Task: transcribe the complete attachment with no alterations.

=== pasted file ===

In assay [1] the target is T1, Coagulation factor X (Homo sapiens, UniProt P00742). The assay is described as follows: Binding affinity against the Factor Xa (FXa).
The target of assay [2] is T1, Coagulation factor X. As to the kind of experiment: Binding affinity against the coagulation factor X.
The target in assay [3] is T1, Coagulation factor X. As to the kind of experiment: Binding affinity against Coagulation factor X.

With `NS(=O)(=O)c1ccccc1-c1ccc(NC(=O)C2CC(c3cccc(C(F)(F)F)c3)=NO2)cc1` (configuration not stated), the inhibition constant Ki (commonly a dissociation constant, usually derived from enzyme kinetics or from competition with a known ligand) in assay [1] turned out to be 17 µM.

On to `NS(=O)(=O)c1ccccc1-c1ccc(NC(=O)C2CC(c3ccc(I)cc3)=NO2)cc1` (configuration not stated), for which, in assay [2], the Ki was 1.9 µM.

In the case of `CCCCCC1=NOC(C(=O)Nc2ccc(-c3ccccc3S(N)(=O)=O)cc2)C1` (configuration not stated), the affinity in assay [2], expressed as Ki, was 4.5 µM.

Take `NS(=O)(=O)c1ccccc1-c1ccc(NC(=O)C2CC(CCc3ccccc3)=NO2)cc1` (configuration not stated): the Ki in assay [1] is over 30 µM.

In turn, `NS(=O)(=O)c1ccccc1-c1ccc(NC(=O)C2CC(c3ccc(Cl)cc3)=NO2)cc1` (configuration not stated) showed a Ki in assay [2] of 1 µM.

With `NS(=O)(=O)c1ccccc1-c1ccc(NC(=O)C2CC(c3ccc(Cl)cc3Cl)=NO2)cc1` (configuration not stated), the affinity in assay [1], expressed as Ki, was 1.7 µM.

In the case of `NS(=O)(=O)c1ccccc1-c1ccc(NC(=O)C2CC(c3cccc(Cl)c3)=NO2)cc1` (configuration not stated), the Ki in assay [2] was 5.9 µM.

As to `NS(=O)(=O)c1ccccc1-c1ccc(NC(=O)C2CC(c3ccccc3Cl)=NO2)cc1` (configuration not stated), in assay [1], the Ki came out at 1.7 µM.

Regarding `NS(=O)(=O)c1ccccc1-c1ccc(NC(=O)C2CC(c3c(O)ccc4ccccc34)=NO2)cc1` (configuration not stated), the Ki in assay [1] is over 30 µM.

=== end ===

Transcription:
In assay [1] the target is T1, Coagulation factor X (Homo sapiens, UniProt P00742). The assay is described as follows: Binding affinity against the Factor Xa (FXa).
The target of assay [2] is T1, Coagulation factor X. As to the kind of experiment: Binding affinity against the coagulation factor X.
The target in assay [3] is T1, Coagulation factor X. As to the kind of experiment: Binding affinity against Coagulation factor X.

With `NS(=O)(=O)c1ccccc1-c1ccc(NC(=O)C2CC(c3cccc(C(F)(F)F)c3)=NO2)cc1` (configuration not stated), the inhibition constant Ki (commonly a dissociation constant, usually derived from enzyme kinetics or from competition with a known ligand) in assay [1] turned out to be 17 µM.

On to `NS(=O)(=O)c1ccccc1-c1ccc(NC(=O)C2CC(c3ccc(I)cc3)=NO2)cc1` (configuration not stated), for which, in assay [2], the Ki was 1.9 µM.

In the case of `CCCCCC1=NOC(C(=O)Nc2ccc(-c3ccccc3S(N)(=O)=O)cc2)C1` (configuration not stated), the affinity in assay [2], expressed as Ki, was 4.5 µM.

Take `NS(=O)(=O)c1ccccc1-c1ccc(NC(=O)C2CC(CCc3ccccc3)=NO2)cc1` (configuration not stated): the Ki in assay [1] is over 30 µM.

In turn, `NS(=O)(=O)c1ccccc1-c1ccc(NC(=O)C2CC(c3ccc(Cl)cc3)=NO2)cc1` (configuration not stated) showed a Ki in assay [2] of 1 µM.

With `NS(=O)(=O)c1ccccc1-c1ccc(NC(=O)C2CC(c3ccc(Cl)cc3Cl)=NO2)cc1` (configuration not stated), the affinity in assay [1], expressed as Ki, was 1.7 µM.

In the case of `NS(=O)(=O)c1ccccc1-c1ccc(NC(=O)C2CC(c3cccc(Cl)c3)=NO2)cc1` (configuration not stated), the Ki in assay [2] was 5.9 µM.

As to `NS(=O)(=O)c1ccccc1-c1ccc(NC(=O)C2CC(c3ccccc3Cl)=NO2)cc1` (configuration not stated), in assay [1], the Ki came out at 1.7 µM.

Regarding `NS(=O)(=O)c1ccccc1-c1ccc(NC(=O)C2CC(c3c(O)ccc4ccccc34)=NO2)cc1` (configuration not stated), the Ki in assay [1] is over 30 µM.